Why is There Lack of Recognition for British Children who are Victim to Internal Trafficking for Sexual Exploitation?
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Child trafficking has been conceptualised as ‘modern day slavery’. Slavery has been held up as the worst possible exploitation in human history (Lee, 2007). For more than 20 years UK governments have ratified United Nation Conventions and Protocols and rescheduled laws in its effort to eradicate this crime. However, despite such political commitment, in reality thousands of British children are still victims to internal trafficking for sexual exploitation in the UK today. Over the last 10 years the UK government has employed agencies, in the shape of the UK Human Trafficking Centre (UKHTC), the National Referral Mechanism (NRM) and the Child Exploitation Online Protection Centre (CEOP). Each of these organisations have the specialised framework of identifying trafficked children (and adults), and estimating the scale of the problem. However, in each of the current reports delivered by these agencies, there is little or no statistical data and recognition for British national children (CEOP, 2010; HM Government, 2011; SOCA, 2012). The aim of this study was to try and seek out ‘why there is lack of recognition for British children who are victim to internal trafficking for sexual exploitation?’ By carrying out an analysis of academic, media and journal text and interviewing policing bodies and an NGO, who have direct experience with this subject matter, some quite alarming revelations were revealed. These include the covert nature of the crime; child protection professionals and the police not understanding the definition of ‘human trafficking’ as set out in the Palermo Protocol (2000); police officers not recording incidents of children being internally trafficked; police recording sexual exploitation as sexual abuse; no statutory responsibility of the police to pass information on trafficked children to either the UKHTC or the NRM; and the lack of police resources to deal with the situation. As such, this study presents that the internal trafficking of British children is not only a crime against humanity, but also a crime in which the UK government and its agencies appear to ignore.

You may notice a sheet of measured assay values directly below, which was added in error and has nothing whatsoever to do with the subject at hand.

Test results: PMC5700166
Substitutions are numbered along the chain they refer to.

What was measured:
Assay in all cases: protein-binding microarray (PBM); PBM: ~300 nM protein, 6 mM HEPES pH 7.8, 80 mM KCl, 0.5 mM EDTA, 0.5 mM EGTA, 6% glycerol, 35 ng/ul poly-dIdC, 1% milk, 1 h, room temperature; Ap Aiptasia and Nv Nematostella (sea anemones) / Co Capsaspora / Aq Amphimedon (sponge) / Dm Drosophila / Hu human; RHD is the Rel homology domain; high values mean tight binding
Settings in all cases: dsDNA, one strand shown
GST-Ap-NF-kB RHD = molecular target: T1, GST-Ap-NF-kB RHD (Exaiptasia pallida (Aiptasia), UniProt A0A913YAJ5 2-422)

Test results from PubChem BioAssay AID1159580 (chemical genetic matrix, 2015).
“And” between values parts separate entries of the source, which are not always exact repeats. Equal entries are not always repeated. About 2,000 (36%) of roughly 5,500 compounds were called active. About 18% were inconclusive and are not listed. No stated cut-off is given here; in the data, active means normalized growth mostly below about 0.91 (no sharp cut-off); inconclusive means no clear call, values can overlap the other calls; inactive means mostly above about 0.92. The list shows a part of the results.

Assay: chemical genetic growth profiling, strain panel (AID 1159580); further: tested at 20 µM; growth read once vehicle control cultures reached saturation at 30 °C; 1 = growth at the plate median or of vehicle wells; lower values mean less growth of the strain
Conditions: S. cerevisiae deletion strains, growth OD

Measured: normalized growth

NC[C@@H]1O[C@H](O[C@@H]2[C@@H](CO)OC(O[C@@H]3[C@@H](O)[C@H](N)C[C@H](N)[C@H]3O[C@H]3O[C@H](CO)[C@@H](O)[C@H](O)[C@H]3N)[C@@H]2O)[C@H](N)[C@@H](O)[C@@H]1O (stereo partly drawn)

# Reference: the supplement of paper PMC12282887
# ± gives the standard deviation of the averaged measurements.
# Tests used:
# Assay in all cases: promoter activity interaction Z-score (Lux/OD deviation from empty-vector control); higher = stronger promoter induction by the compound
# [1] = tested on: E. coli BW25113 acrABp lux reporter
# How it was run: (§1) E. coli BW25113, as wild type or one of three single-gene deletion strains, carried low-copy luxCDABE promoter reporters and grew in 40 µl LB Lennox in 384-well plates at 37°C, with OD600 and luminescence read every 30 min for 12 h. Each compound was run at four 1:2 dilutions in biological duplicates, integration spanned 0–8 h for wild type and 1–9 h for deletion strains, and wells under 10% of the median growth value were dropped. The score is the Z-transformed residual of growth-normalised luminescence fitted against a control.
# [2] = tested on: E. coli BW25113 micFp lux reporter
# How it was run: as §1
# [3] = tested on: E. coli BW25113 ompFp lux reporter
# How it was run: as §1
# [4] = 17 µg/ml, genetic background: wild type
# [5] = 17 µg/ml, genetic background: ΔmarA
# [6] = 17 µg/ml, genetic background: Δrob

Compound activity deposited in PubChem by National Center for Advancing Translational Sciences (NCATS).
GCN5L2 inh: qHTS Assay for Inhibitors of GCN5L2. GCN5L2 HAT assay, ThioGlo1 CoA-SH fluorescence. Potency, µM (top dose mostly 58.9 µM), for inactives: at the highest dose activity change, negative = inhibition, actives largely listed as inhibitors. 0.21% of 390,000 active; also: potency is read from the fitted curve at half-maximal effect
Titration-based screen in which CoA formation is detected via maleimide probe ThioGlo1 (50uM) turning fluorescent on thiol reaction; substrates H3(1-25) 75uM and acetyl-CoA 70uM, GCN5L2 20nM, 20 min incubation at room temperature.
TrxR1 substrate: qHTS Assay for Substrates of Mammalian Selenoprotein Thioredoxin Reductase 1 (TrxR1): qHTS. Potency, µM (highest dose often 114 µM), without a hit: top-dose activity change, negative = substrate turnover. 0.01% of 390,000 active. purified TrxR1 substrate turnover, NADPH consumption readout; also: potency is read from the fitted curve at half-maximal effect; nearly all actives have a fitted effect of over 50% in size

Westcott, A. (2013) 'Why is There Lack of Recognition for British Children who are Victim to Internal Trafficking for Sexual Exploitation?', Plymouth Law and Criminal Justice Review, 5, pp. 191-211. Available at: https://pearl.plymouth.ac.uk/handle/10026.1/8981
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